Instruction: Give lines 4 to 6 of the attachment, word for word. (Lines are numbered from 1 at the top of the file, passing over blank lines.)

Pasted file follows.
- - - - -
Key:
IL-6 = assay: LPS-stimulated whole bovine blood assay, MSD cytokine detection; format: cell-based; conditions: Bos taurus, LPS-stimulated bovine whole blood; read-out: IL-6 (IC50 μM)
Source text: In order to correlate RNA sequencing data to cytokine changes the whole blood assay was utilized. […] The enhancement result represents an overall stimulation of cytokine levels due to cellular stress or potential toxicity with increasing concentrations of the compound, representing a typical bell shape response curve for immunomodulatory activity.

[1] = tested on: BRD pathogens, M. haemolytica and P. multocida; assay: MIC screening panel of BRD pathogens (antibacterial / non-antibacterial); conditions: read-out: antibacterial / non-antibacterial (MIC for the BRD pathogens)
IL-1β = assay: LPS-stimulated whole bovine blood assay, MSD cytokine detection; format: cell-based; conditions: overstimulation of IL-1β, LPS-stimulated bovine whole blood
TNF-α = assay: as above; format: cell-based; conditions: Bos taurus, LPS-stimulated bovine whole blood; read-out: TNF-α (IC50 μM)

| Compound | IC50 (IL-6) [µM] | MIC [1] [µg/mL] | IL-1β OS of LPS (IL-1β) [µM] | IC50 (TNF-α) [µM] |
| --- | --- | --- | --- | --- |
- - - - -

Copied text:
[1] = tested on: BRD pathogens, M. haemolytica and P. multocida; assay: MIC screening panel of BRD pathogens (antibacterial / non-antibacterial); conditions: read-out: antibacterial / non-antibacterial (MIC for the BRD pathogens)
IL-1β = assay: LPS-stimulated whole bovine blood assay, MSD cytokine detection; format: cell-based; conditions: overstimulation of IL-1β, LPS-stimulated bovine whole blood
TNF-α = assay: as above; format: cell-based; conditions: Bos taurus, LPS-stimulated bovine whole blood; read-out: TNF-α (IC50 μM)